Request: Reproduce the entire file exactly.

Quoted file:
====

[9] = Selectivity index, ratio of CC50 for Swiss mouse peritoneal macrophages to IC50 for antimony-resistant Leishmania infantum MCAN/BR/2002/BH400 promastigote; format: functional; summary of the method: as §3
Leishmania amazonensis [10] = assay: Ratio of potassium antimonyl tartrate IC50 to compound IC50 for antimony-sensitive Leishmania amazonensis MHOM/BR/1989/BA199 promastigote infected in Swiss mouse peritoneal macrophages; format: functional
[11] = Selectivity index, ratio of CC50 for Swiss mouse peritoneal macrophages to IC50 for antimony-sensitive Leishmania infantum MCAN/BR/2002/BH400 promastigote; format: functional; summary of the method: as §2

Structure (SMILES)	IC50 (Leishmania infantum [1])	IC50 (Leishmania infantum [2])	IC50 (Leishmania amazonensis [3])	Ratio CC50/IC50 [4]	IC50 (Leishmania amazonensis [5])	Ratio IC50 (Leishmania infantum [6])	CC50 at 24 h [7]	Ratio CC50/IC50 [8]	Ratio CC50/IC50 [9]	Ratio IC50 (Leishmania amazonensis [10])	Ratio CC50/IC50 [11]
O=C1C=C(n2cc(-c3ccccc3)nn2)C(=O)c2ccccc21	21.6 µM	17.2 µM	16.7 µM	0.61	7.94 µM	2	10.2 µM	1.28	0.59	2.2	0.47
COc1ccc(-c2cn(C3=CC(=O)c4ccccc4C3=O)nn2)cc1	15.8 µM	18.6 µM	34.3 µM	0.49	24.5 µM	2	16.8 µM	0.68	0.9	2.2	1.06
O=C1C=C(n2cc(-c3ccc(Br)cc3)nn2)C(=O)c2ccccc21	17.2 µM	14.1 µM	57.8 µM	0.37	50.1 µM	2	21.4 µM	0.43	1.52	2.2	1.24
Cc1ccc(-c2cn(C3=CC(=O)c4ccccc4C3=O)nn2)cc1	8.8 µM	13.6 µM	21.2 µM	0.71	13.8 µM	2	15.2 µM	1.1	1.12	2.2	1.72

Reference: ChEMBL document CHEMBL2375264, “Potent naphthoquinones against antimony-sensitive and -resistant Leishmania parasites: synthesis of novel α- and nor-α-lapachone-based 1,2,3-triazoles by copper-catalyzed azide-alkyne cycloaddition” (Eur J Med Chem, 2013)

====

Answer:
[9] = Selectivity index, ratio of CC50 for Swiss mouse peritoneal macrophages to IC50 for antimony-resistant Leishmania infantum MCAN/BR/2002/BH400 promastigote; format: functional; summary of the method: as §3
Leishmania amazonensis [10] = assay: Ratio of potassium antimonyl tartrate IC50 to compound IC50 for antimony-sensitive Leishmania amazonensis MHOM/BR/1989/BA199 promastigote infected in Swiss mouse peritoneal macrophages; format: functional
[11] = Selectivity index, ratio of CC50 for Swiss mouse peritoneal macrophages to IC50 for antimony-sensitive Leishmania infantum MCAN/BR/2002/BH400 promastigote; format: functional; summary of the method: as §2

Structure (SMILES)	IC50 (Leishmania infantum [1])	IC50 (Leishmania infantum [2])	IC50 (Leishmania amazonensis [3])	Ratio CC50/IC50 [4]	IC50 (Leishmania amazonensis [5])	Ratio IC50 (Leishmania infantum [6])	CC50 at 24 h [7]	Ratio CC50/IC50 [8]	Ratio CC50/IC50 [9]	Ratio IC50 (Leishmania amazonensis [10])	Ratio CC50/IC50 [11]
O=C1C=C(n2cc(-c3ccccc3)nn2)C(=O)c2ccccc21	21.6 µM	17.2 µM	16.7 µM	0.61	7.94 µM	2	10.2 µM	1.28	0.59	2.2	0.47
COc1ccc(-c2cn(C3=CC(=O)c4ccccc4C3=O)nn2)cc1	15.8 µM	18.6 µM	34.3 µM	0.49	24.5 µM	2	16.8 µM	0.68	0.9	2.2	1.06
O=C1C=C(n2cc(-c3ccc(Br)cc3)nn2)C(=O)c2ccccc21	17.2 µM	14.1 µM	57.8 µM	0.37	50.1 µM	2	21.4 µM	0.43	1.52	2.2	1.24
Cc1ccc(-c2cn(C3=CC(=O)c4ccccc4C3=O)nn2)cc1	8.8 µM	13.6 µM	21.2 µM	0.71	13.8 µM	2	15.2 µM	1.1	1.12	2.2	1.72

Reference: ChEMBL document CHEMBL2375264, “Potent naphthoquinones against antimony-sensitive and -resistant Leishmania parasites: synthesis of novel α- and nor-α-lapachone-based 1,2,3-triazoles by copper-catalyzed azide-alkyne cycloaddition” (Eur J Med Chem, 2013)